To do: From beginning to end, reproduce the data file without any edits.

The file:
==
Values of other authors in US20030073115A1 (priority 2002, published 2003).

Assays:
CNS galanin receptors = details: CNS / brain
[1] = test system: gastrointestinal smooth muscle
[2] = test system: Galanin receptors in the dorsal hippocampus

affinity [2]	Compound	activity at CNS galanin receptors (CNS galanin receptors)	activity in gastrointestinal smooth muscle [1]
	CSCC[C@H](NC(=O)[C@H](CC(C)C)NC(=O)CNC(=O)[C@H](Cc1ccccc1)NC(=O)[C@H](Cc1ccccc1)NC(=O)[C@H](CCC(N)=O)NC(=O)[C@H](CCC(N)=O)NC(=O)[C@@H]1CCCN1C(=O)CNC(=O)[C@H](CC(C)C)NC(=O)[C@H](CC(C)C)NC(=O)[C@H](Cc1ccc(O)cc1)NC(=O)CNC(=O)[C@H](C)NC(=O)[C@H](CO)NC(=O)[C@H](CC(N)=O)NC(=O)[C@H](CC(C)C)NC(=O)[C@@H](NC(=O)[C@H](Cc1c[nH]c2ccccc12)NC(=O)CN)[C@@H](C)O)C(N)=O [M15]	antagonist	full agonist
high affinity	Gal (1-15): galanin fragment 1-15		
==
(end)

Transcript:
Values of other authors in US20030073115A1 (priority 2002, published 2003).

Assays:
CNS galanin receptors = details: CNS / brain
[1] = test system: gastrointestinal smooth muscle
[2] = test system: Galanin receptors in the dorsal hippocampus

affinity [2]	Compound	activity at CNS galanin receptors (CNS galanin receptors)	activity in gastrointestinal smooth muscle [1]
	CSCC[C@H](NC(=O)[C@H](CC(C)C)NC(=O)CNC(=O)[C@H](Cc1ccccc1)NC(=O)[C@H](Cc1ccccc1)NC(=O)[C@H](CCC(N)=O)NC(=O)[C@H](CCC(N)=O)NC(=O)[C@@H]1CCCN1C(=O)CNC(=O)[C@H](CC(C)C)NC(=O)[C@H](CC(C)C)NC(=O)[C@H](Cc1ccc(O)cc1)NC(=O)CNC(=O)[C@H](C)NC(=O)[C@H](CO)NC(=O)[C@H](CC(N)=O)NC(=O)[C@H](CC(C)C)NC(=O)[C@@H](NC(=O)[C@H](Cc1c[nH]c2ccccc12)NC(=O)CN)[C@@H](C)O)C(N)=O [M15]	antagonist	full agonist
high affinity	Gal (1-15): galanin fragment 1-15		